What Is Doubanjiang (Chinese Spicy Bean Sauce)
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Doubanjiang is a Chinese bean paste with savory and sometimes spicy accents. It’s used in many popular Chinese stir-fry recipes such as Mapo Tofu and Hunan Chicken. Learn about the different types of Doubanjiang, how to use it, recommended brands, substitutes and more!
What is Doubanjiang?
Also called Tobanjiang (豆瓣酱) in Chinese or bean paste in English, Doubanjiang is the soul of Szechuan cooking. It’s also used in other regions of China including Hunan province. This salty paste is made from fermented broad beans, soybeans, rice, salt, and other spices. It has a uniquely deep and complex umami profile that brings flavor and complexity to dishes.
There are two types: spicy and non-spicy. I’ve noticed that recipes often refer to them interchangeably, but they taste quite different and it’s important to find the right one for your recipe. Let’s first get to know the difference and then you can find the right one for your recipe.
The spicy version is called La Doubanjiang (辣豆瓣酱) in Chinese and chili bean paste or chili bean sauce in English. It’s a fermented bean paste mixed with red chili peppers. The storebought varieties used for spicy dishes have either a red color or a dark brown color (see the comparison photos below):
Non-spicy doubanjiang (豆瓣酱) is sometimes called fermented black bean paste. It has a dark, near-black color without any signs of red chili.
It can be confusing when shopping, as some brands are spicy and some are not. The trick is to know whether or not the recipe you’re making is supposed to be spicy! If you are expecting hot and spicy flavors, look for chili in the ingredient list and the character “辣” on the label.
What is Doubanjiang sauce made of?
Broad beans and soybeans lead the ingredient list and contribute to the unique taste of the sauce. Different brands use slightly different ingredients, and here are the most common ones:
- Dried broad beans
- Fermented sticky rice
- Spices such as red chili peppers, anise, bay leaves, Szechuan peppercorn, etc.
What does it taste like?
Plain or non-spicy doubanjiang tastes very salty and savory with an earthy flavor from the lengthy fermentation process. It’s especially valued for its umami flavor. The spicy variety adds heat to the sauce, creating a balance between saltiness and spiciness.
There are several brands available, and you can buy them in local Asian grocery stores or online from Amazon. Here are some of the most commonly available brands:
Pixian Doubanjiang: A popular brand in China, Pixian has dark brown beans mixed with red chili.
Yuki Szechuan Doubanjiang: A popular brand in Japan.
How to choose doubanjiang
When shopping, look for a brand that is made with high-quality ingredients and has a rich, dark color and a slightly gritty texture.
You may find some brands include MSG, which is not necessary, or taste too salty. You can also choose between spicy and non-spicy versions as you like.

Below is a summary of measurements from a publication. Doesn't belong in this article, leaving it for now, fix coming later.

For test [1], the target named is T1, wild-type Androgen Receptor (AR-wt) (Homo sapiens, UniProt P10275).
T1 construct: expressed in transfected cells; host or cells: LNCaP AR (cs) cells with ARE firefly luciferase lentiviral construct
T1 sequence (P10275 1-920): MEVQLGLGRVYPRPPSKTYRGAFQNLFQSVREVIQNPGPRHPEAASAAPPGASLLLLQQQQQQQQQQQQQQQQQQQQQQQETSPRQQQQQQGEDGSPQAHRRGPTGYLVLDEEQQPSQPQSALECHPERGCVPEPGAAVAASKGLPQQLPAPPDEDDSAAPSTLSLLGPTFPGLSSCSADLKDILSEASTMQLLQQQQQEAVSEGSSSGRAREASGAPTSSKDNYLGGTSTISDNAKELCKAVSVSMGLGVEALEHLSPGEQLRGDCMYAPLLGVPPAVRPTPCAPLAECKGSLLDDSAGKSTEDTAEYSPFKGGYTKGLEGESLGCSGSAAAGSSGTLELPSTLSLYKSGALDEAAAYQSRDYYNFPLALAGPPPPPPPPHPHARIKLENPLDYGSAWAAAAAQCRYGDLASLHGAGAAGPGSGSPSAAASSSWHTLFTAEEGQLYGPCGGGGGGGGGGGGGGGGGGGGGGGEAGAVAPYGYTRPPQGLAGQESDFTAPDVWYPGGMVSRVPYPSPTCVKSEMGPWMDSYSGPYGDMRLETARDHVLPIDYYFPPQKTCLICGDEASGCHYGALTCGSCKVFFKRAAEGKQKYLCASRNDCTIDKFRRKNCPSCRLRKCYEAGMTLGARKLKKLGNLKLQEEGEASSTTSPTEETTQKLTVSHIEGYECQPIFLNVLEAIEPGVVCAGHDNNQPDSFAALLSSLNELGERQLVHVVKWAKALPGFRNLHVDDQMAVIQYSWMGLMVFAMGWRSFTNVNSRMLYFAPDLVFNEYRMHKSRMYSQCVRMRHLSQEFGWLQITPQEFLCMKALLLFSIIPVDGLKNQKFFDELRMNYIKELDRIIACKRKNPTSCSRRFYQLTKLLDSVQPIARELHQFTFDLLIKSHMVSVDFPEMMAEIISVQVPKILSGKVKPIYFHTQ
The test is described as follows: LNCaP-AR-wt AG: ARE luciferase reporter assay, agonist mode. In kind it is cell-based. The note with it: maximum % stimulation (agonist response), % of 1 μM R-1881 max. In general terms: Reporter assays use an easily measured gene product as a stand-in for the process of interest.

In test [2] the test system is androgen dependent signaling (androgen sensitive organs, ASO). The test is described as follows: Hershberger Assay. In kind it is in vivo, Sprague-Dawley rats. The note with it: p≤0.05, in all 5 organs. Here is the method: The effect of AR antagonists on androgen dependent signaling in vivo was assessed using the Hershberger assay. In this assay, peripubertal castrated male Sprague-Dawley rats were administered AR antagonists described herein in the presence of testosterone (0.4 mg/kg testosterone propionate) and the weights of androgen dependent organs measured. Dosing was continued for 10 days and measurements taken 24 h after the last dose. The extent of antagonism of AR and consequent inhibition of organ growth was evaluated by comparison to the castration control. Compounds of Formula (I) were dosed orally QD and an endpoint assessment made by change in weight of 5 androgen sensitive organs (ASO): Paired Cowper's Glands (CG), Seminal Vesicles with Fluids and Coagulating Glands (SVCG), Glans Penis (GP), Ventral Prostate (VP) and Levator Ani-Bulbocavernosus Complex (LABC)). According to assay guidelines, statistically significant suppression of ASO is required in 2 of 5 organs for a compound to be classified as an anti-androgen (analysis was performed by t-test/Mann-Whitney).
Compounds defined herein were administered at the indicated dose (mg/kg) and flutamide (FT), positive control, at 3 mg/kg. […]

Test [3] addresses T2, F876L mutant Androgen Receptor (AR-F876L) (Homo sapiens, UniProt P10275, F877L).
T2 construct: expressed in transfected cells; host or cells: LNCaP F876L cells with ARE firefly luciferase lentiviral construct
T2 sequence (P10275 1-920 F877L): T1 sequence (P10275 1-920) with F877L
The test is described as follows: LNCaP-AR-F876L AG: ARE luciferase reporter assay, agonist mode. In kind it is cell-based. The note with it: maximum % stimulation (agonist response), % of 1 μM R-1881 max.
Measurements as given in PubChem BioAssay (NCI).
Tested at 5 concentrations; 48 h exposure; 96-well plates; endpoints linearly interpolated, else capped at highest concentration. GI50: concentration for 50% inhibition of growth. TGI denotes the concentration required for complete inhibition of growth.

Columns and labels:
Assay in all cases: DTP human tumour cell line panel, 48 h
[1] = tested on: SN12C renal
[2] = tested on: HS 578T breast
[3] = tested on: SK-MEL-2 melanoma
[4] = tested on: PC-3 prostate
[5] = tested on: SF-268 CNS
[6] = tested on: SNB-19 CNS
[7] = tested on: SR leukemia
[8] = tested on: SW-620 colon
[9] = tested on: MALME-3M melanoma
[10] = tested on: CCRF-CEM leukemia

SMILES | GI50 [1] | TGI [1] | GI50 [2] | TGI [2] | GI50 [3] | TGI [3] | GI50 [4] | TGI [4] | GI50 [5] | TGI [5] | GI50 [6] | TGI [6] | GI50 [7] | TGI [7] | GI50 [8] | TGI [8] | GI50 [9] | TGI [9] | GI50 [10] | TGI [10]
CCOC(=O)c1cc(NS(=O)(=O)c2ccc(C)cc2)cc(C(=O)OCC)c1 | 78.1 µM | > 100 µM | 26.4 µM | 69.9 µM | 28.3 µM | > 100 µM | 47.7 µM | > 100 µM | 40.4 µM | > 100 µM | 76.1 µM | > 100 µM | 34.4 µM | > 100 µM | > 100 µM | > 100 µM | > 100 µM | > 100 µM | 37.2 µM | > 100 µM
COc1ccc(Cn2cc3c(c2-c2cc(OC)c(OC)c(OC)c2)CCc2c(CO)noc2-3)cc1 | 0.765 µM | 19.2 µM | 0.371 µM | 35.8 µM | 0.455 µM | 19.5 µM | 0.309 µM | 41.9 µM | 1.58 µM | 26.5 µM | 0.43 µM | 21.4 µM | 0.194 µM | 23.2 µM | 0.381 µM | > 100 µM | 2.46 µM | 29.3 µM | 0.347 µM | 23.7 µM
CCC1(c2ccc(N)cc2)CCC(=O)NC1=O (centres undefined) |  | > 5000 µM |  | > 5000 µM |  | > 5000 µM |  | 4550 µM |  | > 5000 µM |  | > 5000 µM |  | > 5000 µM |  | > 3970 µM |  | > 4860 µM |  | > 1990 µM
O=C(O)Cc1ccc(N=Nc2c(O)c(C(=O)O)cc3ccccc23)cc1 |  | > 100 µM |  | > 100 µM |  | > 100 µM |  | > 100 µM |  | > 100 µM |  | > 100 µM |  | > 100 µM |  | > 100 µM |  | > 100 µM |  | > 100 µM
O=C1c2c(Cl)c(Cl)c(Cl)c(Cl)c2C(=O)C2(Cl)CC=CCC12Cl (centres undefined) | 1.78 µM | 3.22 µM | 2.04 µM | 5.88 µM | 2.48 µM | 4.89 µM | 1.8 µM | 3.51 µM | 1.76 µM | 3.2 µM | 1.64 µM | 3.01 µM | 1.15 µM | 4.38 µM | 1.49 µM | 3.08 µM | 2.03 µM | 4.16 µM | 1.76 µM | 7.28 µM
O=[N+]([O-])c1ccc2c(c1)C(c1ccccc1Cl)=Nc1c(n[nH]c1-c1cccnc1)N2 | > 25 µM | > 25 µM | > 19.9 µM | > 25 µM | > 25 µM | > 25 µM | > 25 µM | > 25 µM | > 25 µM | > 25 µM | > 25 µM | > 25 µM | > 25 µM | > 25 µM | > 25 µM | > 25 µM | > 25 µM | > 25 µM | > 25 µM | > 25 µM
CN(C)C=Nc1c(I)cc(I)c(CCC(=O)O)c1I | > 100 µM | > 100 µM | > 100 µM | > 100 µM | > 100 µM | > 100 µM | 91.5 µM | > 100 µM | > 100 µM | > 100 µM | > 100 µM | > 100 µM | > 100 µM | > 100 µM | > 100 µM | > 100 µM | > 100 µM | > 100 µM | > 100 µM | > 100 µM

Ways to use doubanjiang
There are many ways doubanjiang can add flavor and heat to your dishes. Here are some popular uses:
- Stir-fry: Doubanjiang is the flavor base for many stir-fries including mapo tofu, kung pao chicken, and twice-cooked pork. Sauté aromatics such as garlic and ginger in oil until fragrant and then mix in a spoonful of doubanjiang.
- Marinade: Marinades for meat, poultry, and seafood can include it. Coat your protein with it and soy sauce, sugar and other seasonings. Allow it to marinate for a few hours prior to cooking.
- Dipping sauce: Mix with soy sauce, vinegar or sesame oil to make a flavorful dipping sauce for dumplings, spring rolls and noodles.
Spicy doubanjiang substitute
For an easier substitute, mix together regular black bean paste (or oyster sauce if you are in a pinch) and red chili flakes. Adjust the amount of dried chili flakes to your own liking.
Doubanjiang stir fry: how to use it?
Doubanjiang is most often added when stir-frying proteins and vegetables to add salty (and sometimes spicy) flavors to food. Many people also mix it with noodles during serving. It’s usually not served as a stand-alone dipping sauce or condiment on the table.
Some popular recipes using doubanjiang:
Is Doubanjiang the Same As Gochujiang?
Doubanjiang and gochujang are completely different. Gochujang is a Korean chili paste made from red chili powder, glutinous rice, fermented soybeans, and salt. Doubanjiang is a Chinese chili paste made with chilis, fermented beans and salt. Gochujang has a sweeter and milder flavor.
How Long Does Doubanjiang Last?
Doubanjiang has a long shelf life due to the salt content. Use the “best before date” as guidance before you open it. Once opened, it will last for up to one year in the refrigerator.
How to store doubanjiang
Once opened, the storebought product will last for up to several months in the refrigerator. However, the oil may separate from the paste so you may need to give it a stir before use.
- 3 tablespoons Chinese bean paste, or soybean paste or oyster sauce
- 1 1/2 teaspoons dried red chili flakes
- In a small bowl, add dried chili flakes to the Chinese bean paste.
- Test and taste, adding more chili flakes gradually until you reach the desired spiciness.
- Stir to mix.
- Use immediately or store in an airtight container in the fridge.
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